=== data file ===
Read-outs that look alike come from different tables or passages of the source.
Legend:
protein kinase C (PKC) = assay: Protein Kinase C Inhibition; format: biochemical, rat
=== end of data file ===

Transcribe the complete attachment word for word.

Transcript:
Read-outs that look alike come from different tables or passages of the source.
Legend:
protein kinase C (PKC) = assay: Protein Kinase C Inhibition; format: biochemical, rat